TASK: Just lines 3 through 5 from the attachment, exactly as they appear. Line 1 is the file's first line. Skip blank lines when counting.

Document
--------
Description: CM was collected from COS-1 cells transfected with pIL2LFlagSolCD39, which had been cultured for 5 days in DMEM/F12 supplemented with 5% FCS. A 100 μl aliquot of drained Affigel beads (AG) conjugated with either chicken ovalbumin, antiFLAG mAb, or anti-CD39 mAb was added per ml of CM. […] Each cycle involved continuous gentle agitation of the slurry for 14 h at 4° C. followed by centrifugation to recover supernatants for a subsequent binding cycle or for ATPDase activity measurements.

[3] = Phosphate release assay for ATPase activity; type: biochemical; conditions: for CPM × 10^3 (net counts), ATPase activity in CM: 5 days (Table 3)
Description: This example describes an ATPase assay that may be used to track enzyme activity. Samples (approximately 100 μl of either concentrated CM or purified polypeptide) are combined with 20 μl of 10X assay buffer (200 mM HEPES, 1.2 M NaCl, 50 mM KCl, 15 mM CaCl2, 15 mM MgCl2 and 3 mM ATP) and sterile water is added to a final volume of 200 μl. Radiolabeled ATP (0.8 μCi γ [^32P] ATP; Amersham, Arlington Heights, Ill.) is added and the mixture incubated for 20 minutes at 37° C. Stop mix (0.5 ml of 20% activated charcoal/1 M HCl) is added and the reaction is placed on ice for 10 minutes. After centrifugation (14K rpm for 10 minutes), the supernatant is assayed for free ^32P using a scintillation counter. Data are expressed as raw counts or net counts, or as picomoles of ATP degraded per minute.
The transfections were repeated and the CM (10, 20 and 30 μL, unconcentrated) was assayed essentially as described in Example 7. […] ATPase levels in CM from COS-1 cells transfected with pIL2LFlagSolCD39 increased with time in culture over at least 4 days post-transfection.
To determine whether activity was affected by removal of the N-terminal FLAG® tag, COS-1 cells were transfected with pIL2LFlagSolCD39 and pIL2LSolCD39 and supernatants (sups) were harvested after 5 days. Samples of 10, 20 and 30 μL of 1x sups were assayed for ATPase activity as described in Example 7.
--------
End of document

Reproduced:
Description: This example describes an ATPase assay that may be used to track enzyme activity. Samples (approximately 100 μl of either concentrated CM or purified polypeptide) are combined with 20 μl of 10X assay buffer (200 mM HEPES, 1.2 M NaCl, 50 mM KCl, 15 mM CaCl2, 15 mM MgCl2 and 3 mM ATP) and sterile water is added to a final volume of 200 μl. Radiolabeled ATP (0.8 μCi γ [^32P] ATP; Amersham, Arlington Heights, Ill.) is added and the mixture incubated for 20 minutes at 37° C. Stop mix (0.5 ml of 20% activated charcoal/1 M HCl) is added and the reaction is placed on ice for 10 minutes. After centrifugation (14K rpm for 10 minutes), the supernatant is assayed for free ^32P using a scintillation counter. Data are expressed as raw counts or net counts, or as picomoles of ATP degraded per minute.
The transfections were repeated and the CM (10, 20 and 30 μL, unconcentrated) was assayed essentially as described in Example 7. […] ATPase levels in CM from COS-1 cells transfected with pIL2LFlagSolCD39 increased with time in culture over at least 4 days post-transfection.
To determine whether activity was affected by removal of the N-terminal FLAG® tag, COS-1 cells were transfected with pIL2LFlagSolCD39 and pIL2LSolCD39 and supernatants (sups) were harvested after 5 days. Samples of 10, 20 and 30 μL of 1x sups were assayed for ATPase activity as described in Example 7.